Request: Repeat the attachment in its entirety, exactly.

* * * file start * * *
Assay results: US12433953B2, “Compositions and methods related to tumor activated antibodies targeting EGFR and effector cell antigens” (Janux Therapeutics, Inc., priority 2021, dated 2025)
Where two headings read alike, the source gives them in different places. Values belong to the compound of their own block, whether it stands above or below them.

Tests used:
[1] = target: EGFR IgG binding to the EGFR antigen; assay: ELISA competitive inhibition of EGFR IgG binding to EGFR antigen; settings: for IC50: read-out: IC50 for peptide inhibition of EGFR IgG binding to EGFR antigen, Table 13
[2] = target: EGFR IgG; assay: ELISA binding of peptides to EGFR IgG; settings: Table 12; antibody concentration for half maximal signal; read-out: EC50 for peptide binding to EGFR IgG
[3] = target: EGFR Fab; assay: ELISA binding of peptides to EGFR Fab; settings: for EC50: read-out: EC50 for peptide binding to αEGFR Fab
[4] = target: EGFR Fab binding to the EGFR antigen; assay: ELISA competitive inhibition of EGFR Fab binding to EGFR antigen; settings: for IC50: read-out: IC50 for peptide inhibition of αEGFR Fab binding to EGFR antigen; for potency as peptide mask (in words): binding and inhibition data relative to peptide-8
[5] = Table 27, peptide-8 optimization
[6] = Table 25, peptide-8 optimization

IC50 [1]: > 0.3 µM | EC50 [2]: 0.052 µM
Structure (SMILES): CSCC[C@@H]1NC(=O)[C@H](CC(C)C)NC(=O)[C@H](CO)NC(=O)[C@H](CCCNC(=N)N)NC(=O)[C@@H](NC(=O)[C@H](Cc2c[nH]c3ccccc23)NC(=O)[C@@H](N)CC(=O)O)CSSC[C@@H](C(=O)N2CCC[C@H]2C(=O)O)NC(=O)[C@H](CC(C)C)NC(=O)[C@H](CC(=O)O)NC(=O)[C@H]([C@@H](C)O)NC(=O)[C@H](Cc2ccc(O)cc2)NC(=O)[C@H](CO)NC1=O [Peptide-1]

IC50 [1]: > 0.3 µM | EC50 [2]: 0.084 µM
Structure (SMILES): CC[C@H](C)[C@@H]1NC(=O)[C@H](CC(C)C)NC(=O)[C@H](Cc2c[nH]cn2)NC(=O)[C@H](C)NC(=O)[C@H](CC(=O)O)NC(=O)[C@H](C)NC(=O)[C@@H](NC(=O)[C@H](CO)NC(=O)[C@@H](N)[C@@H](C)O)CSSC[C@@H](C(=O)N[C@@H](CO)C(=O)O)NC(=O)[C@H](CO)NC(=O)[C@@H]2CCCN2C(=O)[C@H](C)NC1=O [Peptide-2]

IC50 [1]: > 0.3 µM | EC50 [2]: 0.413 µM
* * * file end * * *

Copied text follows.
Assay results: US12433953B2, “Compositions and methods related to tumor activated antibodies targeting EGFR and effector cell antigens” (Janux Therapeutics, Inc., priority 2021, dated 2025)
Where two headings read alike, the source gives them in different places. Values belong to the compound of their own block, whether it stands above or below them.

Tests used:
[1] = target: EGFR IgG binding to the EGFR antigen; assay: ELISA competitive inhibition of EGFR IgG binding to EGFR antigen; settings: for IC50: read-out: IC50 for peptide inhibition of EGFR IgG binding to EGFR antigen, Table 13
[2] = target: EGFR IgG; assay: ELISA binding of peptides to EGFR IgG; settings: Table 12; antibody concentration for half maximal signal; read-out: EC50 for peptide binding to EGFR IgG
[3] = target: EGFR Fab; assay: ELISA binding of peptides to EGFR Fab; settings: for EC50: read-out: EC50 for peptide binding to αEGFR Fab
[4] = target: EGFR Fab binding to the EGFR antigen; assay: ELISA competitive inhibition of EGFR Fab binding to EGFR antigen; settings: for IC50: read-out: IC50 for peptide inhibition of αEGFR Fab binding to EGFR antigen; for potency as peptide mask (in words): binding and inhibition data relative to peptide-8
[5] = Table 27, peptide-8 optimization
[6] = Table 25, peptide-8 optimization

IC50 [1]: > 0.3 µM | EC50 [2]: 0.052 µM
Structure (SMILES): CSCC[C@@H]1NC(=O)[C@H](CC(C)C)NC(=O)[C@H](CO)NC(=O)[C@H](CCCNC(=N)N)NC(=O)[C@@H](NC(=O)[C@H](Cc2c[nH]c3ccccc23)NC(=O)[C@@H](N)CC(=O)O)CSSC[C@@H](C(=O)N2CCC[C@H]2C(=O)O)NC(=O)[C@H](CC(C)C)NC(=O)[C@H](CC(=O)O)NC(=O)[C@H]([C@@H](C)O)NC(=O)[C@H](Cc2ccc(O)cc2)NC(=O)[C@H](CO)NC1=O [Peptide-1]

IC50 [1]: > 0.3 µM | EC50 [2]: 0.084 µM
Structure (SMILES): CC[C@H](C)[C@@H]1NC(=O)[C@H](CC(C)C)NC(=O)[C@H](Cc2c[nH]cn2)NC(=O)[C@H](C)NC(=O)[C@H](CC(=O)O)NC(=O)[C@H](C)NC(=O)[C@@H](NC(=O)[C@H](CO)NC(=O)[C@@H](N)[C@@H](C)O)CSSC[C@@H](C(=O)N[C@@H](CO)C(=O)O)NC(=O)[C@H](CO)NC(=O)[C@@H]2CCCN2C(=O)[C@H](C)NC1=O [Peptide-2]

IC50 [1]: > 0.3 µM | EC50 [2]: 0.413 µM